As the aftermath of the enormous earthquake and tsunami that hit Japan on Friday starts to filter throughout the world, it is useful to put some thoughts together to help you understand the potential consequences.
If history is anything to go by (as with the US authorities in the initial days of the GFC), Japan’s authorities will play down the potential consequences and try to appear like it knows exactly what it is doing and all will be well.
You need to know that all WILL NOT be well!
Whilst it is impossible to predict exactly how this will play out, it is possible to give you some potential consequences, but first some economic facts may be useful.
The above chart shows the total net debt of the Japanese government from 1981 to March 2011. Net debt is all the money the government owes minus any financial assets corresponding to debt instruments. It is the true debt position net of any liquid financial assets like Gold or foreign currency reserves.
You can see that the debt level of the Japanese government has been rising alarmingly since 1995 and the IMF is predicting that this debt level will continue to grow.
Now here is a chart of the total GDP of Japan from 1981 to today.
The GDP of Japan from 1995 through to today has remained roughly constant at 500 Trillion Yen (about $US6.5 Trillion at the current exchange rate of 0.0125 Yen/USD) since 1995 whereas other western nations like US and Australia have been advancing at the rate of 3-5% per annum on average. So their economy has been stagnant for some time.
So why has the GDP been stagnant while debt levels are rising rapidly?
Here are 2 reasons:
1. The wealth of Japanese people has been rapidly deteriorating since 1995. Below is a chart of the Japanese Nikkei 225 Index from 1997 to today.
The Japanese share market has been a Secular Bear Market since 1997 with the vast majority of the time spent under the downward trend line.
Please do not forget that the Japanese economy is the second largest in the world, and its citizens have been losing wealth for a long time.
2. The Japanese population is rapidly ageing and declining in number.
The pyramids in the chart shows Japanese demographic spreads in 1950, 2008 and the projected in 2050, with Age on the vertical axis and Millions of People on the horizontal. You can see the huge increase in the Over 65’s over the three charts and the huge decline in the under 14’s. Japan’s population is shrinking and ageing rapidly.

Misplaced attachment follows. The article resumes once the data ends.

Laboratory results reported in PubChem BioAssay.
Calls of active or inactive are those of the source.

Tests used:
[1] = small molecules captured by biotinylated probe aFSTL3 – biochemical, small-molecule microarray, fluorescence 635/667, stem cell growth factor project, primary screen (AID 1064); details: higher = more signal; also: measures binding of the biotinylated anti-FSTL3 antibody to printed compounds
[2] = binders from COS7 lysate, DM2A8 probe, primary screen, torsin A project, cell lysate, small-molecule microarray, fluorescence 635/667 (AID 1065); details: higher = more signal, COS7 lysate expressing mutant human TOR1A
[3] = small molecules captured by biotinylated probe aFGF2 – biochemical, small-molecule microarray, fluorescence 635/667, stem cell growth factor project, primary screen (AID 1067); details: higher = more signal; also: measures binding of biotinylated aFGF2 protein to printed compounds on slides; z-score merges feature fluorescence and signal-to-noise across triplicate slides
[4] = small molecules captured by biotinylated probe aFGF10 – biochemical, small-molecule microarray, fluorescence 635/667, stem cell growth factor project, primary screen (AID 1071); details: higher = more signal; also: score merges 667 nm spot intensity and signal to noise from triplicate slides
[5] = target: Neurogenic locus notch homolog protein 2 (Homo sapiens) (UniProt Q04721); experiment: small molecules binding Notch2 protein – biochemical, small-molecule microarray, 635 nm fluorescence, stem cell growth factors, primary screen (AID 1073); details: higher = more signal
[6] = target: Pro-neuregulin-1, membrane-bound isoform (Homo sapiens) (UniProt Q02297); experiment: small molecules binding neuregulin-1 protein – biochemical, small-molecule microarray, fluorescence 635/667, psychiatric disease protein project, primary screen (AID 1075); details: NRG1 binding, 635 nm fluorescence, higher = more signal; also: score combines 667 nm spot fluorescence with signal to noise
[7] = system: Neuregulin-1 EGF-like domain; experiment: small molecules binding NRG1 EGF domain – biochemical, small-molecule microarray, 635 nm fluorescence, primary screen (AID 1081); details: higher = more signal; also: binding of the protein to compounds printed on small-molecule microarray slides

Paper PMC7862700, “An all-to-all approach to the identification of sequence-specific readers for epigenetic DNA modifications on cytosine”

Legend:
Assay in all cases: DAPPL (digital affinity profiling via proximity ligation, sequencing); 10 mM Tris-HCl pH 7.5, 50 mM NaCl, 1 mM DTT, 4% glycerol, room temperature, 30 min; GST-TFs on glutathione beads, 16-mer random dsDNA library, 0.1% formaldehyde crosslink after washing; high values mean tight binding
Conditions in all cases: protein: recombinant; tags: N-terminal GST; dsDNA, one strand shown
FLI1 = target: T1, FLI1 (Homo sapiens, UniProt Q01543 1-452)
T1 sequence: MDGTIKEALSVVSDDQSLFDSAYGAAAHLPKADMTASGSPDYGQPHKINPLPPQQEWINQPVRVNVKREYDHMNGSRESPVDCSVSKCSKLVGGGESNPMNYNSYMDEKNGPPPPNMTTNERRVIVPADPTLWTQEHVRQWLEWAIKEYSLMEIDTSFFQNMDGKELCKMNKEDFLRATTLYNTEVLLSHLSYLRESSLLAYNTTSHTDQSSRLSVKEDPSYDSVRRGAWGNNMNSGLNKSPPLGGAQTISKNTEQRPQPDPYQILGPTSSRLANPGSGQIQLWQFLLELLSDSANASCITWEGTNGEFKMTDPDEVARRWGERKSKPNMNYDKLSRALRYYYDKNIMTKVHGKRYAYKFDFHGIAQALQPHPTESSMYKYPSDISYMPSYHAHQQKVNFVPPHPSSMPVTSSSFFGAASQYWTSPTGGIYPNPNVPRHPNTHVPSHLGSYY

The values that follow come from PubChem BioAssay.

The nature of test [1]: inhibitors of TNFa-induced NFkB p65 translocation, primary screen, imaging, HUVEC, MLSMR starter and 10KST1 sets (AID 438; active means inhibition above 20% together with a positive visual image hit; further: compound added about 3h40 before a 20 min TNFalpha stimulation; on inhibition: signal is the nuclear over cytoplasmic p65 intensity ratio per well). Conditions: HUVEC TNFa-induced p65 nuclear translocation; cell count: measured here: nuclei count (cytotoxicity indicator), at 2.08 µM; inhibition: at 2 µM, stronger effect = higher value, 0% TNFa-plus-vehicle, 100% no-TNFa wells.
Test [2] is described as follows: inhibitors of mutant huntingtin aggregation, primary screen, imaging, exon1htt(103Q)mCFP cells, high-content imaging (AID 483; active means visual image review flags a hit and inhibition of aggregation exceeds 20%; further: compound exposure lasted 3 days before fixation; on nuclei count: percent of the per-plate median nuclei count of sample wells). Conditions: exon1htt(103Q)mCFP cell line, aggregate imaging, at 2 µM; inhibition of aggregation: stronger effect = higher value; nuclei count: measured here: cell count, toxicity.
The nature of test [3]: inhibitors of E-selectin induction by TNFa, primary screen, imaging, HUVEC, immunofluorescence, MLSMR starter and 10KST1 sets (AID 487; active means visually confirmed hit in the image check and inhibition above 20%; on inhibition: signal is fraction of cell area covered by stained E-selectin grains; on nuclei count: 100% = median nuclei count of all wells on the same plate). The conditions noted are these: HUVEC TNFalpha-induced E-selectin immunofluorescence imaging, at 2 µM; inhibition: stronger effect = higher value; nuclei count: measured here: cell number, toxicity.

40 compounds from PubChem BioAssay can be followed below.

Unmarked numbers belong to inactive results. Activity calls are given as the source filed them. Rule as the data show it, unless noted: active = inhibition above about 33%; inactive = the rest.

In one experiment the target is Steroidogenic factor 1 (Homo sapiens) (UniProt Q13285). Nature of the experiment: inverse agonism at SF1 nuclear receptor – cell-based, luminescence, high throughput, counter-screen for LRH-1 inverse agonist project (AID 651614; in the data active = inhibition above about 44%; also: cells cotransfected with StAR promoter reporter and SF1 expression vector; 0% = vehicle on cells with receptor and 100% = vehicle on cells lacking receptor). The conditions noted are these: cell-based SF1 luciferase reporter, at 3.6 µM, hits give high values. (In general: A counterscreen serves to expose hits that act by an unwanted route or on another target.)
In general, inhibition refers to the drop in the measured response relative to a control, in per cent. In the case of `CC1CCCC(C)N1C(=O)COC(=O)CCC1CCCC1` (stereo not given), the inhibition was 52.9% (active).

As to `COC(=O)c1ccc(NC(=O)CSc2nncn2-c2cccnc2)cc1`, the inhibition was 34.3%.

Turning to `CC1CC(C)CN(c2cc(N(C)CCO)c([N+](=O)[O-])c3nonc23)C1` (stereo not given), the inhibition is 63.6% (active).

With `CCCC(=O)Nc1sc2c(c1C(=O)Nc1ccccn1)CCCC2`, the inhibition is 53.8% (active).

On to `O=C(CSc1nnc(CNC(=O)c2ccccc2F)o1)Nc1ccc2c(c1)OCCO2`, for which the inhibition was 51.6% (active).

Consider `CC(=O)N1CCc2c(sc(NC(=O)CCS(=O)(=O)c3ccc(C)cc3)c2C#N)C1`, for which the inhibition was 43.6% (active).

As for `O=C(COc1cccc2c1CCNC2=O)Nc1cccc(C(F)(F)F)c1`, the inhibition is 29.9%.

What are the implications of this?
As the population ages, the greater the reliance will be on government welfare and aged services. This means that there will be even greater strains on government debt as less and less people are contributing to wealth through income tax and more and more people rely on government hand-outs.
In a nutshell, the Japanese economy has been in systematic decline since its peak in 1990, and the government has tried everything in the Keynesian book of economics with little or no effect except the racking up of massive debt for 20 years now.
Now onto where we are today!
The earthquake and resultant tsunami have shattered the north eastern coastline of Japan, with whole towns containing thousands of people washed away. It will be months before the Japanese people know the extent of the loss of life and cataclysmic damage to property and industry in the immediate regions affected, and then the ongoing economic impact to the nation as a whole. I am really struggling as I write this to even begin to understand what it is like for the survivors.
The massive tsunami has caused major structural damage to one of Japan’s primary nuclear power generation plants at Fukushima. As I write, this plant is closer and ever closer to a total meltdown that will cause nuclear radiation contamination for hundreds of kilometres around the plant. We can rely on the government to give us misinformation and play down the significance of this event. The truth is we are perilously close to massive radioactive contamination, and if that happens, the world will become a different place.
We are also now on the edge of a total global economic meltdown.
Japan is a net lender to the world. They have had years of Balance of Trade surpluses fed by a manufacturing and finished goods sector that are world class, producing a range of products that the world has been eager to consume. To keep the exporters competitive with the nations that consume their goods, the Yen has needed to be as low as possible.
To make the value of the Yen relatively low, the Bank of Japan (BoJ) has for years purchased debt instruments from the rest of the world, primarily the USA. As its major trading partner, the lower Yen makes Japanese imports cheaper in the US. When the BoJ needs to keep the Yen down, it sells Yen and buys USD, then purchases US Treasuries with the USD. This reduces the value of the Yen compared to the USD.